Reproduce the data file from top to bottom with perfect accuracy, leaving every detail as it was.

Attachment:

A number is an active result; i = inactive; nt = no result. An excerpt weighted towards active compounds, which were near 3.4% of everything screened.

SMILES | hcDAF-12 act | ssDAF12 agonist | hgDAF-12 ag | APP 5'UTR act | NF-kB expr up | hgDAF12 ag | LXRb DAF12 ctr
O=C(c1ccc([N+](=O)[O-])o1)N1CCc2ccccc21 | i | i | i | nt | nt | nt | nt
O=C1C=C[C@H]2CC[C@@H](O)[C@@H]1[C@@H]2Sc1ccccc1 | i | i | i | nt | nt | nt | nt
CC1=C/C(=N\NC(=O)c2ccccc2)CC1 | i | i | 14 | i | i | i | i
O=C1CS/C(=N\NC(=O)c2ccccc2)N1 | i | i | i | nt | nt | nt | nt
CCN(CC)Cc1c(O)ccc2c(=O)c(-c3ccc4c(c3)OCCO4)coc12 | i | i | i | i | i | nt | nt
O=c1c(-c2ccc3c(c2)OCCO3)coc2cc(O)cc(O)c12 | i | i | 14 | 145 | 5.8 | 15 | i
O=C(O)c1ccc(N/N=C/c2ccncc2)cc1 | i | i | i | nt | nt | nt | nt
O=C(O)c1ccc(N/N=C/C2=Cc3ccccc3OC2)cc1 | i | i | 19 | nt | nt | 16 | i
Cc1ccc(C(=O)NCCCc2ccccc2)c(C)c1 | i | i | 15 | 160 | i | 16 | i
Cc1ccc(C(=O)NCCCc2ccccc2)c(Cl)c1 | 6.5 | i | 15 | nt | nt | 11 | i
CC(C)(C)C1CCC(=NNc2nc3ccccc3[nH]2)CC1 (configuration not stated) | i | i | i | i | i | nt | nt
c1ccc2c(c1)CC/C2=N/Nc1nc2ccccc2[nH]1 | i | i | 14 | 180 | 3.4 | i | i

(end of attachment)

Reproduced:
A number is an active result; i = inactive; nt = no result. An excerpt weighted towards active compounds, which were near 3.4% of everything screened.

SMILES | hcDAF-12 act | ssDAF12 agonist | hgDAF-12 ag | APP 5'UTR act | NF-kB expr up | hgDAF12 ag | LXRb DAF12 ctr
O=C(c1ccc([N+](=O)[O-])o1)N1CCc2ccccc21 | i | i | i | nt | nt | nt | nt
O=C1C=C[C@H]2CC[C@@H](O)[C@@H]1[C@@H]2Sc1ccccc1 | i | i | i | nt | nt | nt | nt
CC1=C/C(=N\NC(=O)c2ccccc2)CC1 | i | i | 14 | i | i | i | i
O=C1CS/C(=N\NC(=O)c2ccccc2)N1 | i | i | i | nt | nt | nt | nt
CCN(CC)Cc1c(O)ccc2c(=O)c(-c3ccc4c(c3)OCCO4)coc12 | i | i | i | i | i | nt | nt
O=c1c(-c2ccc3c(c2)OCCO3)coc2cc(O)cc(O)c12 | i | i | 14 | 145 | 5.8 | 15 | i
O=C(O)c1ccc(N/N=C/c2ccncc2)cc1 | i | i | i | nt | nt | nt | nt
O=C(O)c1ccc(N/N=C/C2=Cc3ccccc3OC2)cc1 | i | i | 19 | nt | nt | 16 | i
Cc1ccc(C(=O)NCCCc2ccccc2)c(C)c1 | i | i | 15 | 160 | i | 16 | i
Cc1ccc(C(=O)NCCCc2ccccc2)c(Cl)c1 | 6.5 | i | 15 | nt | nt | 11 | i
CC(C)(C)C1CCC(=NNc2nc3ccccc3[nH]2)CC1 (configuration not stated) | i | i | i | i | i | nt | nt
c1ccc2c(c1)CC/C2=N/Nc1nc2ccccc2[nH]1 | i | i | 14 | 180 | 3.4 | i | i